Maquiladoras 101

by R. Bruce Sinclair,

The maquiladora program is a business classification created by SECOFI which has traditionally allowed that foreign business invest in Mexico with the following advantages (all of which are gradually being taken away or granted to all Mexican businesses):

  1. 100% foreign ownership (that point became mute as the Foreign Investment Law has changed over the years, allowing 100% foreign ownership in most business activities)
  2. In-bond import of production materials, packaging, manufacturing equipment, office supplies, etc. That is to say that all of these goods can enter Mexico on a temporary basis (1 year-nonrenewable for primary materials / 2 years renewable for production equipment) without having to pay import taxes. All primary material that enters the country must be tracked to verify that it either leaves the country as final goods and scrap or is nationalized for sale in the Mexican market by means of retroactive import tax payments. I have personally sent many a truckload of empty cardboard boxes back north, as they cannot be thrown away or even donated. This advantage will become moot as the NAFTA phase out ot tariffs will make duty-free imports increasingly available to all companies in Mexico.
  3. Operation without ownership of assets. Maquiladoras have had the option to celebrate "comodatos" with parent and client companies in other countries by which they revive production materials and machinery on loan. This means that most maquiladoras have no inventory or fixed assets, eliminating the most asset taxes. This means that the effect of devaluation on maquiladora tax liabilities is minimal. Nevertheless, maquiladora's receive advances for operating costs (generally dollar transfers) that are later invoiced after expenses have been paid. Exchange rate gain or loss during these periods must be accounted for, and are used in federal tax regulations. Note that exchange rate gain and loss must be reported by all Mexican companies, not just maquiladoras. In January 1995, Hacienda reported that maquiladoras would now have to use "loaned" assets in price transfer calculations (see point 4), which is the first step toward the phasing-out of this advantage.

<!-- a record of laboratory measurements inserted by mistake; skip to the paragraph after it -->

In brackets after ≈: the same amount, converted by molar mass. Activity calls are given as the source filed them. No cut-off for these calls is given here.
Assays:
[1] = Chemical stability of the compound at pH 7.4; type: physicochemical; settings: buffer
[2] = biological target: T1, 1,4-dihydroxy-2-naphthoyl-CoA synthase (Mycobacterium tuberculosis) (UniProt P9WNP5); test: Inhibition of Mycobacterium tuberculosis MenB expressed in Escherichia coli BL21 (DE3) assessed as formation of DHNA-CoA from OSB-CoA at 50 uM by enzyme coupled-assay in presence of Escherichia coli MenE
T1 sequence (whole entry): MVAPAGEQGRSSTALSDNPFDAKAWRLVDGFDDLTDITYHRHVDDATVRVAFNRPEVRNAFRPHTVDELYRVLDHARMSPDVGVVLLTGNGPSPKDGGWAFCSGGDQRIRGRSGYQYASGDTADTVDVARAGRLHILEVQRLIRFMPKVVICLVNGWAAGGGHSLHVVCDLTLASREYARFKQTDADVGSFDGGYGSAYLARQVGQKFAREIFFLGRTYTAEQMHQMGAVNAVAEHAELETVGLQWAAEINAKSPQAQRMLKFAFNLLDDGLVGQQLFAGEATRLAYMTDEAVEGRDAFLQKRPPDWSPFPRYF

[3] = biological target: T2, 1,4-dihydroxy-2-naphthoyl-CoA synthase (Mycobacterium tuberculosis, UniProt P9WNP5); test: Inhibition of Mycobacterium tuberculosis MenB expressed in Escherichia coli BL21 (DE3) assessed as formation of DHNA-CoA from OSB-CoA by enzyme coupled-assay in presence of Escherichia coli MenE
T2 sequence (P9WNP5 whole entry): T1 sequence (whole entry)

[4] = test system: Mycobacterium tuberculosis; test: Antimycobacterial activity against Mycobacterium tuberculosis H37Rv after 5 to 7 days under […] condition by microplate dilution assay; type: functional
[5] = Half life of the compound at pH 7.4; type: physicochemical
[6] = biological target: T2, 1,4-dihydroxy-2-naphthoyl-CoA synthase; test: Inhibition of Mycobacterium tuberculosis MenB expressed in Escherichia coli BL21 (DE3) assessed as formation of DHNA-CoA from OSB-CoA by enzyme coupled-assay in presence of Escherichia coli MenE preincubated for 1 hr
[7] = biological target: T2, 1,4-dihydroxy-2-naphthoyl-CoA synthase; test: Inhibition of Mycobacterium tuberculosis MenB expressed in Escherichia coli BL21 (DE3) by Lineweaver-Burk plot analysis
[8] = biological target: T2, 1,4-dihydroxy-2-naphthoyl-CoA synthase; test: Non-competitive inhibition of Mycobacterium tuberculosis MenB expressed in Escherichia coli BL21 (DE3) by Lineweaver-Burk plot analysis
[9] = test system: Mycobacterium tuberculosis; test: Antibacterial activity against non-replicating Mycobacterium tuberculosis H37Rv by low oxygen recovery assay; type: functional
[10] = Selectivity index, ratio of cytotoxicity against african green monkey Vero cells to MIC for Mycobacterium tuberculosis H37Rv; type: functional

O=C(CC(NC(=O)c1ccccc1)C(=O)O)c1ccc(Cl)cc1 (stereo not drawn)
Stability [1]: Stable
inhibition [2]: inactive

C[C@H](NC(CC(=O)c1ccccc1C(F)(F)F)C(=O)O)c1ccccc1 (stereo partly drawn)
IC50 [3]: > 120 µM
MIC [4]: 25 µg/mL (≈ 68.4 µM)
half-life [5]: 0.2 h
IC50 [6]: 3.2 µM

4. Operation as a cost center. The typical maquiladora operating cycle is as follows:

Profits are guaranteed, but are very low. Like national companies, maquiladoras are taxed for income and must share 10% of profits with workers. A tax shelter is created as parent companies avoid home country income tax over Mexican value added, as well.

The mechanism that is changing the way maqs. must declare assets is part of a larger price transfer issue that Hacienda is now forcing on the maquiladoras. Over the next five or so years, maquiladoras will be forced to raise their declared profit percentage to a rate that is comparable to that would be charged by two unrelated companies doing the same transaction at "arm's length". Such transfer pricing procedures are implemented by all trading blocks, like the EC, and will be in effect throughout North America. Thus, this final advantage is also on the way out.

R. Bruce Sinclair
Mexico Direct Business Services
4307-F5 N.10th St. #16-162
McAllen, TX 78504
tel. in Monterrey, NL Mexico (52)(8)309-6465, (52)(8)349-3972 fax